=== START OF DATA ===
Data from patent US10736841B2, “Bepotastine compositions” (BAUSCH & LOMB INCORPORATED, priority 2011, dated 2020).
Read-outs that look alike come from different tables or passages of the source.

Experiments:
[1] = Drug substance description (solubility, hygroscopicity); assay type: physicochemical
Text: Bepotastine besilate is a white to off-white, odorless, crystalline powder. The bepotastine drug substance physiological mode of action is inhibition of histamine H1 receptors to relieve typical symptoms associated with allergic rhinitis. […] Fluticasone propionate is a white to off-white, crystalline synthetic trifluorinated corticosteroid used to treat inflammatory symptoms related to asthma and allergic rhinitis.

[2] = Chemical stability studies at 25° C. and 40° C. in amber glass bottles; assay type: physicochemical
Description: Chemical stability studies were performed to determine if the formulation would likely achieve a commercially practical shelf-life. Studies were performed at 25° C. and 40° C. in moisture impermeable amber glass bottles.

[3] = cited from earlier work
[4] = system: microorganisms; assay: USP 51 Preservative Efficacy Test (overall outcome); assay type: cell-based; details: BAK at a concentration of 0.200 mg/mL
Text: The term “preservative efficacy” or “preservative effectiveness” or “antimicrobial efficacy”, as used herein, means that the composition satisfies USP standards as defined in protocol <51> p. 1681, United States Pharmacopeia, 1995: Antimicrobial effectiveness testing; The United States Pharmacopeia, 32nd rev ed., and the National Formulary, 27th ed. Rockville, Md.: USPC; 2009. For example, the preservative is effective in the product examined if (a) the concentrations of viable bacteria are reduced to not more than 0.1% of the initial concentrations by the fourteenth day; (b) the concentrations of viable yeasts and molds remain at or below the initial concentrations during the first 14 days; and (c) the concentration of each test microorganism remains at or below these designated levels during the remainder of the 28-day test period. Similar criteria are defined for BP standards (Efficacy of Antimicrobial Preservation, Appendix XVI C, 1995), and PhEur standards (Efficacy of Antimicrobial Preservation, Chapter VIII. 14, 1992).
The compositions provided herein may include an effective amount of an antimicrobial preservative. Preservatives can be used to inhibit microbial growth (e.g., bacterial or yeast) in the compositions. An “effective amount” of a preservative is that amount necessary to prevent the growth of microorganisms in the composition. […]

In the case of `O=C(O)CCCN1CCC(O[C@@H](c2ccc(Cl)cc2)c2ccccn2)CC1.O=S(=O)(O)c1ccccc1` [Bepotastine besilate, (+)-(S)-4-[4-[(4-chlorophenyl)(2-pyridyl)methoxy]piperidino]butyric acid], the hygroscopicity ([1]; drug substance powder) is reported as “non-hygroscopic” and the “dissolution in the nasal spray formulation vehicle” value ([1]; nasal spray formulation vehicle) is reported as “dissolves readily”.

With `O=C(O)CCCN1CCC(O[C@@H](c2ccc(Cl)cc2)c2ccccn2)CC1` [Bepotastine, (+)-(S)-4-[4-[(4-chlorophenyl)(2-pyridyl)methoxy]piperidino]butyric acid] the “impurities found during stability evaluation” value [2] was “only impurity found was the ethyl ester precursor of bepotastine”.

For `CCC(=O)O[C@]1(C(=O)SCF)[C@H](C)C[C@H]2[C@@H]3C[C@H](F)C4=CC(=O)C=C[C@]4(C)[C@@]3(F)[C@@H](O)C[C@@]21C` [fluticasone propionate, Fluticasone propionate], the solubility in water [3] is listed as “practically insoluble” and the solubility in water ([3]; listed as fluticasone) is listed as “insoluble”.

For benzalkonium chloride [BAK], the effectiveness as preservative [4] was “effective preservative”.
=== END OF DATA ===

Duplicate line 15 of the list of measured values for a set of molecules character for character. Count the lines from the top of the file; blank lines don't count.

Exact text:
For benzalkonium chloride [BAK], the effectiveness as preservative [4] was “effective preservative”.